ROLLESTON residents who attended Monday’s Flood Inquiry have described the meeting as their one and only opportunity to make public their concerns since floods devastated the town late last year, inundating houses and destroying roads, leaving residents isolated for weeks on end.
At the top of their agenda was the need for more river gauging stations upstream and the state of vital creek and river crossings that served as the public’s only routes in and out of town.
“We’ve never had anyone come out here to talk to us so I think it was a big relief for those who went, it was good to know that someone was listening,” Rolleston State Emergency Service group leader Lionel Jackson said.
Mr Jackson led a team of dedicated volunteers on the night the Comet River rose quickly and engulfed several houses in town.
In the days that followed, his committed crew, along with members of the public, cleared low-lying, inundated houses with the use of a boat that ferried them around town.
“We got one phonecall from Mount Panorama warning us what was coming, that’s it,” he said.
“Rolleston would do much better if we had better warning systems upstream.
“Also, the money that was spent on the Comet Bridge is a waste if the Rolleston to Springsure road, and the one heading south to Roma, keep getting cut off.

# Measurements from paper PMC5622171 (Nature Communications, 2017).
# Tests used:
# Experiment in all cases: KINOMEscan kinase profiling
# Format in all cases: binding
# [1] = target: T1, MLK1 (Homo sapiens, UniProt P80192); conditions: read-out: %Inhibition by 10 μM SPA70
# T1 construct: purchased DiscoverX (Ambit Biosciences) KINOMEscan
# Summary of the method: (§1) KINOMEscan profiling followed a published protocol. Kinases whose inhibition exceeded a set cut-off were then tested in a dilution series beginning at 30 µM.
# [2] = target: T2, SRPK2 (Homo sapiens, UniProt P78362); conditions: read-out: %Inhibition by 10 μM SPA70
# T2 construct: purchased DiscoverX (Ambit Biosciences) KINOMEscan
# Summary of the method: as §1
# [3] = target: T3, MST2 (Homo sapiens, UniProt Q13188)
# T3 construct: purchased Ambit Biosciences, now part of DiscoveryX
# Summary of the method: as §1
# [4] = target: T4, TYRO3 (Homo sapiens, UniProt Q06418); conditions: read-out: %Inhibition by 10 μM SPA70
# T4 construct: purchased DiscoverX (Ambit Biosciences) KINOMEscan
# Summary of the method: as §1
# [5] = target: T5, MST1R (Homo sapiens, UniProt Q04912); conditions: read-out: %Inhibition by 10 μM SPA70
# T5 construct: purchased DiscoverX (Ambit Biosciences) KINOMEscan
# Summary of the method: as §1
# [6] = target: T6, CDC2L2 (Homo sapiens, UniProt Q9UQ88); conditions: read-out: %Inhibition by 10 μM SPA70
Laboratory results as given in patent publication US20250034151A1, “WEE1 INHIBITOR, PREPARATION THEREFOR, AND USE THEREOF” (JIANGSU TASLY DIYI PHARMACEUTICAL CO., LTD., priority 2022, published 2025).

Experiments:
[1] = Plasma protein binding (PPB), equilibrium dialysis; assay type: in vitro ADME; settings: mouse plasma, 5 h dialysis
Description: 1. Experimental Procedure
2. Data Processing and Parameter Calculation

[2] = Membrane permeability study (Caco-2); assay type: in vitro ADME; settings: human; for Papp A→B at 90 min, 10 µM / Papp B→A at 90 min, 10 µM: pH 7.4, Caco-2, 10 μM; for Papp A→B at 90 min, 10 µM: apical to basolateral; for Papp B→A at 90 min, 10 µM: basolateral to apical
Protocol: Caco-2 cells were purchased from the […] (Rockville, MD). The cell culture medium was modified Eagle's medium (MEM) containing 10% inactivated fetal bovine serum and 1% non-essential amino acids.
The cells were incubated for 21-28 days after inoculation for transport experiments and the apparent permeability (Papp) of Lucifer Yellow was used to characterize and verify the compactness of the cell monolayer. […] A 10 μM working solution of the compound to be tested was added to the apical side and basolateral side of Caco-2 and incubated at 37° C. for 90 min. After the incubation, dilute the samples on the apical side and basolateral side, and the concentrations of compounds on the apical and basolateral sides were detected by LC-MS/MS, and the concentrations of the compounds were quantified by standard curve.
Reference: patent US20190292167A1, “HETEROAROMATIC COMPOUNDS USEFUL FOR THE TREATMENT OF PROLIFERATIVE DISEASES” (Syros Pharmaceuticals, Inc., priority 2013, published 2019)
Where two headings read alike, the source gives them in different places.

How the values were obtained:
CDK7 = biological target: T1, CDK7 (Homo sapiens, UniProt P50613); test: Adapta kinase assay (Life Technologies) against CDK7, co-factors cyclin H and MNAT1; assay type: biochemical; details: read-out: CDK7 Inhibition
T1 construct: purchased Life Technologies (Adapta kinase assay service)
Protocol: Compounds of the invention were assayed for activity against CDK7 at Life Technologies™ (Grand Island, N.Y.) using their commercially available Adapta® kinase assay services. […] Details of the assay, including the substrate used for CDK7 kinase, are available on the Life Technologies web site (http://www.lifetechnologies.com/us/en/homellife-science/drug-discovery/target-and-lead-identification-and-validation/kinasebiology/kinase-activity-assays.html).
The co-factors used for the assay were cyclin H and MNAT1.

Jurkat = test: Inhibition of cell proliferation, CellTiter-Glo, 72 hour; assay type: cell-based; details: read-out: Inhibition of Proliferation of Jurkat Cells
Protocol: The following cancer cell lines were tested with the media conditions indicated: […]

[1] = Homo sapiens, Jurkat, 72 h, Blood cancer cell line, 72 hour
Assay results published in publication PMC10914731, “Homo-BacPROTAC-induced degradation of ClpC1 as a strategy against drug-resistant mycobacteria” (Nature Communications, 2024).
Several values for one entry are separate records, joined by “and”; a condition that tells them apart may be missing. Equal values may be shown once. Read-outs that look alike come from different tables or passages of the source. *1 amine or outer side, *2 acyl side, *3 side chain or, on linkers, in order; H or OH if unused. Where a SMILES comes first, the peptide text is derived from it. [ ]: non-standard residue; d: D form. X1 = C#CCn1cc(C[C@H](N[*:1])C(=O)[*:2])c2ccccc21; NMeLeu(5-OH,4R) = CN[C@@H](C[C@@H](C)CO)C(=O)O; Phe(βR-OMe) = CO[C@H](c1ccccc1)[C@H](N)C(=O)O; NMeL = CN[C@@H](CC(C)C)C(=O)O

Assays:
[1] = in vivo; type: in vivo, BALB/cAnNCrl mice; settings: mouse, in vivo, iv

“They seemed to agree with everything we said and it’s now just about seeing some action.”
For one attendee, Rolleston resident of more than 10 years Nicole Upton, the affects of events that occurred on December 27 were far from over.
Her and husband Damian lost their dream home to the putrid water. Since then, the young family of five, with three children under three, has not been able to return home.
“I first contacted our insurance company on December 28, after that they sent out a team of building inspectors and we haven’t heard a thing since,” a concerned Damian Upton said.
He said the family was grateful to Rolleston Xstrata Coal, which organised temporary accommodation on the basis that Damian was an employee.
“Without them we would be homeless,” he said.
“But coming from our decent-size home, it’s as though we’re living in a shoebox at the moment and we really need to get back as soon as possible.
“As a family, our biggest concern is that the insurance comes through... we are completely stuck until it does.”
According to the Insurance Council of Australia, insurance claims worth more than $3 billion have been approved for flood and cyclone victims in Queensland, with $2.31 billion from 49,400 claims going to flood victims.
As of March 26, $625 million of the total had been paid out, with payments to the community exceeding $15 million a day since the last financial update on February 24.
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